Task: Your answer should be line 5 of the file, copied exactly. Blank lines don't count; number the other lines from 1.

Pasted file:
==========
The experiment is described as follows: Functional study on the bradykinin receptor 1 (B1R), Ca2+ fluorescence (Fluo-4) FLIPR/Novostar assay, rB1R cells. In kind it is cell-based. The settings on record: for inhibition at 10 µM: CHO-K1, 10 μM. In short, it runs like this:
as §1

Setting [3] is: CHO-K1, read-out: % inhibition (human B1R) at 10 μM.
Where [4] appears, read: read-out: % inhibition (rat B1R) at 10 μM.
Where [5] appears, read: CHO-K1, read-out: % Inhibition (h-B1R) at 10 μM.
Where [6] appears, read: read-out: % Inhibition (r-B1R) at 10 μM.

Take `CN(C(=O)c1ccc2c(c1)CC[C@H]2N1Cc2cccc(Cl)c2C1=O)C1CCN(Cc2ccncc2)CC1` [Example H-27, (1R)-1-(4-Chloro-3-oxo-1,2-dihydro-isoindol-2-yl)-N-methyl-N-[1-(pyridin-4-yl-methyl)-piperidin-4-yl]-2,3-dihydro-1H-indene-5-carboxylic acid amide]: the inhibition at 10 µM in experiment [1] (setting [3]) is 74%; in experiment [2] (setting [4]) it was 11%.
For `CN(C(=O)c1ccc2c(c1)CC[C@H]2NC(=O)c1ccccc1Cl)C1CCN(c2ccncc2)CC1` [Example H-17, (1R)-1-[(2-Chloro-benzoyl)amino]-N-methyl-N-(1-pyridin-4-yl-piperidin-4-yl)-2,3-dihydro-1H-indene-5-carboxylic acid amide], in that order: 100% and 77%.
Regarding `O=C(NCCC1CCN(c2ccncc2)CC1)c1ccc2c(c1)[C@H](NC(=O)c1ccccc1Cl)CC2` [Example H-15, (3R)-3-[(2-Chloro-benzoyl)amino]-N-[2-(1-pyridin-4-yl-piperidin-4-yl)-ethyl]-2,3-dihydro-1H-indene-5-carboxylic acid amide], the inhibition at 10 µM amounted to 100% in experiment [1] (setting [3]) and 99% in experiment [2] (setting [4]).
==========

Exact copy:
Where [5] appears, read: CHO-K1, read-out: % Inhibition (h-B1R) at 10 μM.